By Kim Bo-eun
Korea’s display makers currently lead the global market in organic light-emitting diodes (OLED) displays, but they have been growing increasingly alarmed by how fast Chinese rivals have caught up in terms of technology.
They worry that they may lose their competitive edge in OLED technology, which is what happened with liquid crystal displays (LCD), where Chinese players now account for close to 60 percent of the global market share. Korean display makers are eyeing the timing of exiting the LCD market, given their profitability has deteriorated due to Chinese players that offer the panels at lower prices.
OLEDs are considered as the next-generation display, because the panels are thinner, lighter and show improved picture quality compared to LCDs.
Market researchers forecast that Chinese players will quickly expand their share of the market for small-and medium-sized OLEDs used in smartphones.
According to Omdia, Chinese companies are expected to account for 27 percent of the global market for smartphone OLED panels next year, up from 15 percent this year. Samsung Display, the market leader in small- and medium-sized OLEDs, is subsequently set to see its market share fall to 65 percent next year from 77 percent this year.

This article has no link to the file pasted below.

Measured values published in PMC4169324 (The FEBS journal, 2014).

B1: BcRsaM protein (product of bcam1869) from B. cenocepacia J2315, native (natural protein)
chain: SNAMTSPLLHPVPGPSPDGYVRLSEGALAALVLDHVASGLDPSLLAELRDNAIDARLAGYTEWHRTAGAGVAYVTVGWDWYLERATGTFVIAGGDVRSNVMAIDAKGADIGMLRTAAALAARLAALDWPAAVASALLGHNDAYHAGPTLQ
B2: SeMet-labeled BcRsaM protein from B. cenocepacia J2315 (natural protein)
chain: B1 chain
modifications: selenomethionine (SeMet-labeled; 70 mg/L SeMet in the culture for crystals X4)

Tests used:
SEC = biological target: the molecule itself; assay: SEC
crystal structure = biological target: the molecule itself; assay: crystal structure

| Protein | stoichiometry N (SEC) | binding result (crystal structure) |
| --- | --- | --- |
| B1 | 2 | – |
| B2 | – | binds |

The figures are projections based on forecasted panel shipments according to investments into production facilities and market conditions.
Chinese companies caught up with Korean LCD manufacturers in a matter of years after a decade of Korea’s dominance from the mid-2000s to 2016, backed by substantial financial support from Beijing.
The Chinese government is now backing the development of OLED displays, which has Korean players on their toes, given it could be only a matter of years before Chinese rivals end up dominating the market.
Chinese companies are moving quickly to set up large-scale production bases to churn out OLEDs. BOE is constructing a production plant for smaller OLEDs in the southwestern Chinese city of Chongqing. The OLED production line is set to be the largest for a single factory in China, producing 115 million panels on an annual basis.
Chinese players have not yet started production of large-size OLED panels, but they have entered mass production of smaller panels and are supplying them to major companies.
“The technological gap between Korean and Chinese companies’ small-size OLED displays has narrowed significantly,” an industry official said.
“For large-size OLED displays for TVs, we estimate that Chinese players are three to four years behind in technology, but they could catch up in a year or an even shorter time span.”
Chinese firms are scouting key personnel at Korean display makers by offering significantly greater compensation to secure technology, a practice that has been going on for years.
Meanwhile, Chinese players are known to receive up to 70 percent in financial support from the central as well as local governments when setting up production facilities.
Local display manufacturers are calling for OLED technology to be included among the country’s strategic technology sectors that receive support in R&D and facility investments. The government is currently seeking to include semiconductors, EV batteries and vaccines in these sectors receiving state support.